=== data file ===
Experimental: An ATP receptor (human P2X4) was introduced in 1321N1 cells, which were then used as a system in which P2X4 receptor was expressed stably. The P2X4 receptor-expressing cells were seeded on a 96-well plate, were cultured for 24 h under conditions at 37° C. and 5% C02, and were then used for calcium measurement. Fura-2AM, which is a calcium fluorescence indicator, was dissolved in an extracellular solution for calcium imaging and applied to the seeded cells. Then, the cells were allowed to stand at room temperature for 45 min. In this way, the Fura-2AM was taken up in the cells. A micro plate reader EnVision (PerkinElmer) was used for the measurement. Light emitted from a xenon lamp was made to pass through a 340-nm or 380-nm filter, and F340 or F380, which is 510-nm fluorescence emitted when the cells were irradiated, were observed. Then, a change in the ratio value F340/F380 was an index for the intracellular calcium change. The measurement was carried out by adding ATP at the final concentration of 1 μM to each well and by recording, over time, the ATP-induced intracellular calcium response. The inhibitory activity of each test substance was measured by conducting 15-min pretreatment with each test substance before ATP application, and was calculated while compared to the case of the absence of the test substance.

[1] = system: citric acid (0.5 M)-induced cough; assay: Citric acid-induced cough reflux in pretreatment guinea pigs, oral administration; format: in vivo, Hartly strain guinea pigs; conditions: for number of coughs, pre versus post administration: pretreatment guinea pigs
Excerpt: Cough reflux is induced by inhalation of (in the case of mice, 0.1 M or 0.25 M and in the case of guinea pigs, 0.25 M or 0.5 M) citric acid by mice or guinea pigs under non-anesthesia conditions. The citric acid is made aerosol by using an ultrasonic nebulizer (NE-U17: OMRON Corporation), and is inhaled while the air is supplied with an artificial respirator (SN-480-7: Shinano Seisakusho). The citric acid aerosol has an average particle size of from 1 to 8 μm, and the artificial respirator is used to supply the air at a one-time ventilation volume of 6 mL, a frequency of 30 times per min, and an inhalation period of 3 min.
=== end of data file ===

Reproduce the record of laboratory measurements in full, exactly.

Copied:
Experimental: An ATP receptor (human P2X4) was introduced in 1321N1 cells, which were then used as a system in which P2X4 receptor was expressed stably. The P2X4 receptor-expressing cells were seeded on a 96-well plate, were cultured for 24 h under conditions at 37° C. and 5% C02, and were then used for calcium measurement. Fura-2AM, which is a calcium fluorescence indicator, was dissolved in an extracellular solution for calcium imaging and applied to the seeded cells. Then, the cells were allowed to stand at room temperature for 45 min. In this way, the Fura-2AM was taken up in the cells. A micro plate reader EnVision (PerkinElmer) was used for the measurement. Light emitted from a xenon lamp was made to pass through a 340-nm or 380-nm filter, and F340 or F380, which is 510-nm fluorescence emitted when the cells were irradiated, were observed. Then, a change in the ratio value F340/F380 was an index for the intracellular calcium change. The measurement was carried out by adding ATP at the final concentration of 1 μM to each well and by recording, over time, the ATP-induced intracellular calcium response. The inhibitory activity of each test substance was measured by conducting 15-min pretreatment with each test substance before ATP application, and was calculated while compared to the case of the absence of the test substance.

[1] = system: citric acid (0.5 M)-induced cough; assay: Citric acid-induced cough reflux in pretreatment guinea pigs, oral administration; format: in vivo, Hartly strain guinea pigs; conditions: for number of coughs, pre versus post administration: pretreatment guinea pigs
Excerpt: Cough reflux is induced by inhalation of (in the case of mice, 0.1 M or 0.25 M and in the case of guinea pigs, 0.25 M or 0.5 M) citric acid by mice or guinea pigs under non-anesthesia conditions. The citric acid is made aerosol by using an ultrasonic nebulizer (NE-U17: OMRON Corporation), and is inhaled while the air is supplied with an artificial respirator (SN-480-7: Shinano Seisakusho). The citric acid aerosol has an average particle size of from 1 to 8 μm, and the artificial respirator is used to supply the air at a one-time ventilation volume of 6 mL, a frequency of 30 times per min, and an inhalation period of 3 min.